Monday, October 26, 2015

Exit Music (For A Player): Scott Feldman

Hey, the wounds are still fresh, so it seems like a fine time to do some evaluating. This is the Exit Music (For A Player) series. Check out other Exit Music (For A Player) posts here

Acquired: Signed as free agent, December 2013.

Age: 32. Feldman will be 33 in February.

Contract Status: 3rd and final year of a $30m contract in which Feldman will make $8m.


Absolutely massive at 6'7", Feldman was actually drafted by the Astros in the 41st Round of the 2002 draft, but elected to return to the College of San Mateo for another season. Selected by the Rangers in the 30th Round of the 2003 draft, 2016 will be Feldman's 12th season in the Majors, though he didn't become a full-time Major Leaguer until 2008. Feldman was an "every other year" type of pitcher. He posted a 5.29 ERA in 2008, a 4.08 ERA in 2009. Then a 5.48 ERA in 2010, and a 3.94 ERA in 2011.  The Rangers had him starting some, and relieving other times, which may have led to some discomfort, and a mutual parting of ways following the 2012 season, after an eight-year stint in which Feldman posted a 4.81 ERA/1.42 WHIP.

At the end of 2012, Feldman signed a one-year deal with the Cubs. In 15 starts, Feldman had a 3.46 ERA/1.14 WHIP for the Cubs and was traded on July 2, 2013 (with the Cubs 35-46, 15.5 GB) with Steve Clevenger to Baltimore for Jake Arrieta, Pedro Strop, and cash. Let this be a referendum on Arrieta's career improvement.

On the day Baltimore traded for Feldman, the Orioles were 47-36, just 3.5 back in the division, and coming off their 2012 Wild Card season. They faded in August and September and finished 3rd in the AL East, so Scott Feldman hit free agency again. The Phillies thought they had Feldman signed for 2yrs/$15m, and then the Astros came in with a 3yr/$30m offer that was interesting in the right way: it was front-loaded. The Astros would pay Feldman $12m in 2014, $10m in 2015, and will pay him $8m in 2016.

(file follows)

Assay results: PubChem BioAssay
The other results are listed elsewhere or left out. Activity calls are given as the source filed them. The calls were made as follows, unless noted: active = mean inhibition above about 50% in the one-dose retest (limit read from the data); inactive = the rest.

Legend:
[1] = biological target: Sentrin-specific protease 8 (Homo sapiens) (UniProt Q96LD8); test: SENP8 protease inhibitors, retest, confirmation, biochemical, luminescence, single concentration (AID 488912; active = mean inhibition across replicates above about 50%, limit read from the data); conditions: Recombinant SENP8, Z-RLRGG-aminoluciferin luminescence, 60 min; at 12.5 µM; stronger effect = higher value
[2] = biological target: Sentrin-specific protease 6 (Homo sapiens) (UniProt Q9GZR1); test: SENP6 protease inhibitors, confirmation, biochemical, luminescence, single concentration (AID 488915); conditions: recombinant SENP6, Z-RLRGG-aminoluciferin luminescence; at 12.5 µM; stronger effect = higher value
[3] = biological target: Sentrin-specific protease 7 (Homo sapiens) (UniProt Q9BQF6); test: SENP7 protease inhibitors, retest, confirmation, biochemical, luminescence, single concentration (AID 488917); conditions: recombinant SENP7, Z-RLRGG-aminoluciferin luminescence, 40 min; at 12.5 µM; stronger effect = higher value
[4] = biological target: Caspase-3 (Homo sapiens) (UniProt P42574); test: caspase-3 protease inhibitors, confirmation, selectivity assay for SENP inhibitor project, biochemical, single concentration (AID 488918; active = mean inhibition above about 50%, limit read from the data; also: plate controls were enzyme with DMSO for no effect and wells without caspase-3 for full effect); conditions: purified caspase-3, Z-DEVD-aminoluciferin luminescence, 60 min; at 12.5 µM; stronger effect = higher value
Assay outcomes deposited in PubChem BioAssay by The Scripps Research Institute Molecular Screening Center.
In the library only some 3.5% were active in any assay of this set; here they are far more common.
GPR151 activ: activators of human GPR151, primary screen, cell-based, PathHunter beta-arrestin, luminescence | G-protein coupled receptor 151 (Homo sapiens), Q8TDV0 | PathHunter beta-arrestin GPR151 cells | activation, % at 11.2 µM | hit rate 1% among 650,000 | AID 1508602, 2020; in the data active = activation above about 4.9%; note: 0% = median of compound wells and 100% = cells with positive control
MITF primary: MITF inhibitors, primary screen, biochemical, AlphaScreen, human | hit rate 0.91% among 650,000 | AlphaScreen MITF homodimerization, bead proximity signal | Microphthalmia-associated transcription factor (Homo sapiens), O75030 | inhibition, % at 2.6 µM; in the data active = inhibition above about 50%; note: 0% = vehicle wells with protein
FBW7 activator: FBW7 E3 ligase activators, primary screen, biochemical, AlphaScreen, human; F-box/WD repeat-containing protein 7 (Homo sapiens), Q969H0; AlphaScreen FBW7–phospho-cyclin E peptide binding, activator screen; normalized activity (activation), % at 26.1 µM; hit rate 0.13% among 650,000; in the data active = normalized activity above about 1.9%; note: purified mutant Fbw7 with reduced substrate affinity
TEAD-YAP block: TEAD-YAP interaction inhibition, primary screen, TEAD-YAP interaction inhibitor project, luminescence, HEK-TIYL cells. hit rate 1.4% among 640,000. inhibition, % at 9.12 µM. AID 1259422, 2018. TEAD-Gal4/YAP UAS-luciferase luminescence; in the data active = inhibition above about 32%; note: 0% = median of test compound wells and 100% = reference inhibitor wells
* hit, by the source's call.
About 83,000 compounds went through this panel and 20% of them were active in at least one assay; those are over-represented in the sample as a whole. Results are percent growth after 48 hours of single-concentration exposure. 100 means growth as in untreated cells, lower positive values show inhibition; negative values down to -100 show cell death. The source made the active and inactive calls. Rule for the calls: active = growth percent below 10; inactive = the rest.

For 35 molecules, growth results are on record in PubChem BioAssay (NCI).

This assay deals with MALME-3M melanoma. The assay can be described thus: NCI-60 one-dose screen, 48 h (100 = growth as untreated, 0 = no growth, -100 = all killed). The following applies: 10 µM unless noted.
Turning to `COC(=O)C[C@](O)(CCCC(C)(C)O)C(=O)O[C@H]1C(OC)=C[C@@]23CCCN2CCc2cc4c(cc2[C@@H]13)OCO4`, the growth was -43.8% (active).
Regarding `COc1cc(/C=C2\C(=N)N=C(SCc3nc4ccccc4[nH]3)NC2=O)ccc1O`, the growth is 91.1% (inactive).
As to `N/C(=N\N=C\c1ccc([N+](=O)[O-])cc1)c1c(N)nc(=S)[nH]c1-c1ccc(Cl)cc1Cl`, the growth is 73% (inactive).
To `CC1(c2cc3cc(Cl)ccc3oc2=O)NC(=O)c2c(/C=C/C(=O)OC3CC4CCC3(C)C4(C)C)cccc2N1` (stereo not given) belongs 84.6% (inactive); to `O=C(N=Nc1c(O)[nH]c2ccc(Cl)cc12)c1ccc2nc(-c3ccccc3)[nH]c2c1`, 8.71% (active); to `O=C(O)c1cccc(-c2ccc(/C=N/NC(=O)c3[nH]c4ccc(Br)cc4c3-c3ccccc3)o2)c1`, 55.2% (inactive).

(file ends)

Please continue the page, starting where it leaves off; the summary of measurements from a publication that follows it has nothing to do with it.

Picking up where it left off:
The Astros signed a perfectly average pitcher in Scott Feldman, which was an upgrade over Erik Bedard and Jordan Lyles, and Feldman has had flashes of above-averageness. Feldman was 8-12 in 2014 for the Astros, with a 3.74 ERA/1.30 WHIP. In the 2nd half of the 2014 season, Feldman was 4-9 with a 3.16 ERA, including an outing at Fenway Park on August 14 where he gave up 9H/7ER in 5.1IP.


Feldman was slotted in as the SP2 to open 2015 and he took it to Cleveland, throwing 6.2IP, 5H/1ER, 5K:0BB in a 2-0 loss. Next time out, he gave up 10H/7ER in 5IP in an 8-1 loss to Oakland, which proved to be a season-high in earned runs. But overall, Feldman was a pretty good pitcher. He averaged 6IP/start, and held opponents to three or fewer earned runs in 14 of his 18 starts. In seven of his 18 starts, the Astros were held to two runs or fewer.

The problem for Feldman in 2015 were the injuries. In May, he needed surgery to repair a torn meniscus, which paved the way for the promotion and subsequent excellence of Lance McCullers. Feldman was shut down in September with a sprained right shoulder, causing him to miss the postseason, like the bullpen (zing!). But otherwise, Feldman did exactly what he was supposed to do: pitch to contact and let the defense get outs. He's not going to blow a fastball by you, but he'll get you to pop up. He's been a solid addition to the Astros' increasingly-crowded rotation.

Franchise Marks:

*Feldman's 2.89 BB/9 is the 50th-best ratio in baseball among active pitchers.
*Feldman's 13.3% HR/FB rate in 2015 was the 12th-highest in Astros' franchise history.


I mean, what can you say? Feldman is the elder statesman of the rotation and has a deep playoff run on his resume (Ramgers, 2011). He's in the final year of a three-year contract and will be coming off shoulder issues that should be healed up in time for Spring Training. Challengers? Feldman will either be in the SP5 spot or the long man in the bullpen, should guys like Velasquez and Appel step up in Spring Training.


Defending the Scott Feldman deal (February 2014)